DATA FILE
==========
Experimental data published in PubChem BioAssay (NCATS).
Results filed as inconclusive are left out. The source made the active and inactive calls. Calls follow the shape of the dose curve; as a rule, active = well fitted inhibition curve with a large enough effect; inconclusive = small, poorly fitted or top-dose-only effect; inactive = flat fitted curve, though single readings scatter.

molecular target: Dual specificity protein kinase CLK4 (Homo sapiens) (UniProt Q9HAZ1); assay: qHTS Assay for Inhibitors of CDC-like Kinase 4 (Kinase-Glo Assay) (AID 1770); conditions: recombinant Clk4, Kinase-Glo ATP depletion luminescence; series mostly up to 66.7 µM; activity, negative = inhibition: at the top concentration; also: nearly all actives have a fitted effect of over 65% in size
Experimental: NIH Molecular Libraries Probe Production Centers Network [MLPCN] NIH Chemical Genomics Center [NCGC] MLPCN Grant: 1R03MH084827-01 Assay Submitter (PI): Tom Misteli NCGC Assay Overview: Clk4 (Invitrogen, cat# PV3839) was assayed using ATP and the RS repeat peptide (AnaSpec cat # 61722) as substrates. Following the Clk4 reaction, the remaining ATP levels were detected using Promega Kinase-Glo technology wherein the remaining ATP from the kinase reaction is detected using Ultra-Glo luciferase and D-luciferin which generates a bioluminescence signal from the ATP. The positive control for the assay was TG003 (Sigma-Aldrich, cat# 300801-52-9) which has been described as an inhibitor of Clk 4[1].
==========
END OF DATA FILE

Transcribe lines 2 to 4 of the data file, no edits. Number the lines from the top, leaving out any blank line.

Results filed as inconclusive are left out. The source made the active and inactive calls. Calls follow the shape of the dose curve; as a rule, active = well fitted inhibition curve with a large enough effect; inconclusive = small, poorly fitted or top-dose-only effect; inactive = flat fitted curve, though single readings scatter.

molecular target: Dual specificity protein kinase CLK4 (Homo sapiens) (UniProt Q9HAZ1); assay: qHTS Assay for Inhibitors of CDC-like Kinase 4 (Kinase-Glo Assay) (AID 1770); conditions: recombinant Clk4, Kinase-Glo ATP depletion luminescence; series mostly up to 66.7 µM; activity, negative = inhibition: at the top concentration; also: nearly all actives have a fitted effect of over 65% in size
Experimental: NIH Molecular Libraries Probe Production Centers Network [MLPCN] NIH Chemical Genomics Center [NCGC] MLPCN Grant: 1R03MH084827-01 Assay Submitter (PI): Tom Misteli NCGC Assay Overview: Clk4 (Invitrogen, cat# PV3839) was assayed using ATP and the RS repeat peptide (AnaSpec cat # 61722) as substrates. Following the Clk4 reaction, the remaining ATP levels were detected using Promega Kinase-Glo technology wherein the remaining ATP from the kinase reaction is detected using Ultra-Glo luciferase and D-luciferin which generates a bioluminescence signal from the ATP. The positive control for the assay was TG003 (Sigma-Aldrich, cat# 300801-52-9) which has been described as an inhibitor of Clk 4[1].